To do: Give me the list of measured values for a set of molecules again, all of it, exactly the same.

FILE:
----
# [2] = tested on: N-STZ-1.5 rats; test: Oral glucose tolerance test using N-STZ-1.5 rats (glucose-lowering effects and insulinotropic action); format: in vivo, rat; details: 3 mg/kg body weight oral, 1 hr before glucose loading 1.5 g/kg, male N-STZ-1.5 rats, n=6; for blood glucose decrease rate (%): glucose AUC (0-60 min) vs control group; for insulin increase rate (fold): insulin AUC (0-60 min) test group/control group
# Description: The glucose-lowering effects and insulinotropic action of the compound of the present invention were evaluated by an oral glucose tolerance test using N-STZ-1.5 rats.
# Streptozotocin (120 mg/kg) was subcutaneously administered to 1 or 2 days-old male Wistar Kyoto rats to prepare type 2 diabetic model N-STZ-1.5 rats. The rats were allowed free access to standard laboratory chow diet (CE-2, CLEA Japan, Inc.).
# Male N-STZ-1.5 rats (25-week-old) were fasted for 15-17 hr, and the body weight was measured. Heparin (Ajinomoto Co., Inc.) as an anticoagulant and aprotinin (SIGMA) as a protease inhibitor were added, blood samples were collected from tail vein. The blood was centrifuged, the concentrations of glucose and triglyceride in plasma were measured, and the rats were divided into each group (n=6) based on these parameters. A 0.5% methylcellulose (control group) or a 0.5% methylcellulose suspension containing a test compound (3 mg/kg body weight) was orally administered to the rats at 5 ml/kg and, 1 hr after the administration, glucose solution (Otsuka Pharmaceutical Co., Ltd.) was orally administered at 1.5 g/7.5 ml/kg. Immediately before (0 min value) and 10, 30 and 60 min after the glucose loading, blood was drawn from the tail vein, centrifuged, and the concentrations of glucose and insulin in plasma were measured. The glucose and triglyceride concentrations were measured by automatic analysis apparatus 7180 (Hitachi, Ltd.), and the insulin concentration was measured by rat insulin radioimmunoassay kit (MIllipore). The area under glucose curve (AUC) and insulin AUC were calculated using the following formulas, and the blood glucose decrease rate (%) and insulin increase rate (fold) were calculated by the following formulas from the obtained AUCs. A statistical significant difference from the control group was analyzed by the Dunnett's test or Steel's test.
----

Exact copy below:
# [2] = tested on: N-STZ-1.5 rats; test: Oral glucose tolerance test using N-STZ-1.5 rats (glucose-lowering effects and insulinotropic action); format: in vivo, rat; details: 3 mg/kg body weight oral, 1 hr before glucose loading 1.5 g/kg, male N-STZ-1.5 rats, n=6; for blood glucose decrease rate (%): glucose AUC (0-60 min) vs control group; for insulin increase rate (fold): insulin AUC (0-60 min) test group/control group
# Description: The glucose-lowering effects and insulinotropic action of the compound of the present invention were evaluated by an oral glucose tolerance test using N-STZ-1.5 rats.
# Streptozotocin (120 mg/kg) was subcutaneously administered to 1 or 2 days-old male Wistar Kyoto rats to prepare type 2 diabetic model N-STZ-1.5 rats. The rats were allowed free access to standard laboratory chow diet (CE-2, CLEA Japan, Inc.).
# Male N-STZ-1.5 rats (25-week-old) were fasted for 15-17 hr, and the body weight was measured. Heparin (Ajinomoto Co., Inc.) as an anticoagulant and aprotinin (SIGMA) as a protease inhibitor were added, blood samples were collected from tail vein. The blood was centrifuged, the concentrations of glucose and triglyceride in plasma were measured, and the rats were divided into each group (n=6) based on these parameters. A 0.5% methylcellulose (control group) or a 0.5% methylcellulose suspension containing a test compound (3 mg/kg body weight) was orally administered to the rats at 5 ml/kg and, 1 hr after the administration, glucose solution (Otsuka Pharmaceutical Co., Ltd.) was orally administered at 1.5 g/7.5 ml/kg. Immediately before (0 min value) and 10, 30 and 60 min after the glucose loading, blood was drawn from the tail vein, centrifuged, and the concentrations of glucose and insulin in plasma were measured. The glucose and triglyceride concentrations were measured by automatic analysis apparatus 7180 (Hitachi, Ltd.), and the insulin concentration was measured by rat insulin radioimmunoassay kit (MIllipore). The area under glucose curve (AUC) and insulin AUC were calculated using the following formulas, and the blood glucose decrease rate (%) and insulin increase rate (fold) were calculated by the following formulas from the obtained AUCs. A statistical significant difference from the control group was analyzed by the Dunnett's test or Steel's test.